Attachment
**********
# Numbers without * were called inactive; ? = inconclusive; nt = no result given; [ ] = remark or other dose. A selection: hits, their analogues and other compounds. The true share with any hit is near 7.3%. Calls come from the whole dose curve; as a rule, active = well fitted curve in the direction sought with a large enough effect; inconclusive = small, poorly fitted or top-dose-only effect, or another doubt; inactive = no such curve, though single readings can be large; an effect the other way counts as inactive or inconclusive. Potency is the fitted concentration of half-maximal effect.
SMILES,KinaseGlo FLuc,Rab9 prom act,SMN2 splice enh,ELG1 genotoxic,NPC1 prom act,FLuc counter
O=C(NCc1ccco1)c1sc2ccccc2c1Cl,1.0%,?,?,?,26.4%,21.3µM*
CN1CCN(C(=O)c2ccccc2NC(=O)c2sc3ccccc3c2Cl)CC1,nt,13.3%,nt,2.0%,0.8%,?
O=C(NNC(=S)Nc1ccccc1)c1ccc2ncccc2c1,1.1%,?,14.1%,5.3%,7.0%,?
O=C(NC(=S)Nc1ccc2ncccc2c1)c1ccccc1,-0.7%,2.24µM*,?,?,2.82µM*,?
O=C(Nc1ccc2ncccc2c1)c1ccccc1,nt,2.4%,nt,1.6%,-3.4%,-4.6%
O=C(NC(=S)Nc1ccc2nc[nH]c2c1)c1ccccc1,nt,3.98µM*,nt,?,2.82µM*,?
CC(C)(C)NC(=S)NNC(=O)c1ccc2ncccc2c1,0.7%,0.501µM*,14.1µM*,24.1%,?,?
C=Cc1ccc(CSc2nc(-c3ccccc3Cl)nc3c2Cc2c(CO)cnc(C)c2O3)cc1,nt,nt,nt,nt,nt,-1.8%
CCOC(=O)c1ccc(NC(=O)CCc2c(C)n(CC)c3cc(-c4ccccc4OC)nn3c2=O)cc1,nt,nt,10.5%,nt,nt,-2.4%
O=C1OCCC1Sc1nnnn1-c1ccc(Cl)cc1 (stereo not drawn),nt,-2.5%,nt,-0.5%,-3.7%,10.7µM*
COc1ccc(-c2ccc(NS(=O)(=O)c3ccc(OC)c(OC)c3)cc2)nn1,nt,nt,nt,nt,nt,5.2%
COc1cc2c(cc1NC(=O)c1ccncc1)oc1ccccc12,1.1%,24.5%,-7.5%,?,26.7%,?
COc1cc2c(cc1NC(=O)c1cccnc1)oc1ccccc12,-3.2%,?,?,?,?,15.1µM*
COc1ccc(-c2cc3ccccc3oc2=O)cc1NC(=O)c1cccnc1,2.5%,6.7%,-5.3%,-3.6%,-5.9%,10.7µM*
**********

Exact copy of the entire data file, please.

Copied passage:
# Numbers without * were called inactive; ? = inconclusive; nt = no result given; [ ] = remark or other dose. A selection: hits, their analogues and other compounds. The true share with any hit is near 7.3%. Calls come from the whole dose curve; as a rule, active = well fitted curve in the direction sought with a large enough effect; inconclusive = small, poorly fitted or top-dose-only effect, or another doubt; inactive = no such curve, though single readings can be large; an effect the other way counts as inactive or inconclusive. Potency is the fitted concentration of half-maximal effect.
SMILES,KinaseGlo FLuc,Rab9 prom act,SMN2 splice enh,ELG1 genotoxic,NPC1 prom act,FLuc counter
O=C(NCc1ccco1)c1sc2ccccc2c1Cl,1.0%,?,?,?,26.4%,21.3µM*
CN1CCN(C(=O)c2ccccc2NC(=O)c2sc3ccccc3c2Cl)CC1,nt,13.3%,nt,2.0%,0.8%,?
O=C(NNC(=S)Nc1ccccc1)c1ccc2ncccc2c1,1.1%,?,14.1%,5.3%,7.0%,?
O=C(NC(=S)Nc1ccc2ncccc2c1)c1ccccc1,-0.7%,2.24µM*,?,?,2.82µM*,?
O=C(Nc1ccc2ncccc2c1)c1ccccc1,nt,2.4%,nt,1.6%,-3.4%,-4.6%
O=C(NC(=S)Nc1ccc2nc[nH]c2c1)c1ccccc1,nt,3.98µM*,nt,?,2.82µM*,?
CC(C)(C)NC(=S)NNC(=O)c1ccc2ncccc2c1,0.7%,0.501µM*,14.1µM*,24.1%,?,?
C=Cc1ccc(CSc2nc(-c3ccccc3Cl)nc3c2Cc2c(CO)cnc(C)c2O3)cc1,nt,nt,nt,nt,nt,-1.8%
CCOC(=O)c1ccc(NC(=O)CCc2c(C)n(CC)c3cc(-c4ccccc4OC)nn3c2=O)cc1,nt,nt,10.5%,nt,nt,-2.4%
O=C1OCCC1Sc1nnnn1-c1ccc(Cl)cc1 (stereo not drawn),nt,-2.5%,nt,-0.5%,-3.7%,10.7µM*
COc1ccc(-c2ccc(NS(=O)(=O)c3ccc(OC)c(OC)c3)cc2)nn1,nt,nt,nt,nt,nt,5.2%
COc1cc2c(cc1NC(=O)c1ccncc1)oc1ccccc12,1.1%,24.5%,-7.5%,?,26.7%,?
COc1cc2c(cc1NC(=O)c1cccnc1)oc1ccccc12,-3.2%,?,?,?,?,15.1µM*
COc1ccc(-c2cc3ccccc3oc2=O)cc1NC(=O)c1cccnc1,2.5%,6.7%,-5.3%,-3.6%,-5.9%,10.7µM*